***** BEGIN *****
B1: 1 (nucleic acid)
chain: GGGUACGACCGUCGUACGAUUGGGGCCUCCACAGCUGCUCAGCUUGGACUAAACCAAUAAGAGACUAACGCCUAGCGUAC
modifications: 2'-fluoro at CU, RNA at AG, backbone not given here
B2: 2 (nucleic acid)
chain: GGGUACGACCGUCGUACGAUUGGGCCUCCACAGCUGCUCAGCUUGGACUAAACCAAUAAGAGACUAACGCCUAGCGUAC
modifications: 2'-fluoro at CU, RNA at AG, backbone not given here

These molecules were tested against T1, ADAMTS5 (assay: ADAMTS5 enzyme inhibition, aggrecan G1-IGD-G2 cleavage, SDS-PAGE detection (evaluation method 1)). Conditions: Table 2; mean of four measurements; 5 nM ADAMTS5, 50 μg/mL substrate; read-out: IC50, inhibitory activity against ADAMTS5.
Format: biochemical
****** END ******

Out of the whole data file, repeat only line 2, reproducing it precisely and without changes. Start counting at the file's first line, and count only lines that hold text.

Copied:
chain: GGGUACGACCGUCGUACGAUUGGGGCCUCCACAGCUGCUCAGCUUGGACUAAACCAAUAAGAGACUAACGCCUAGCGUAC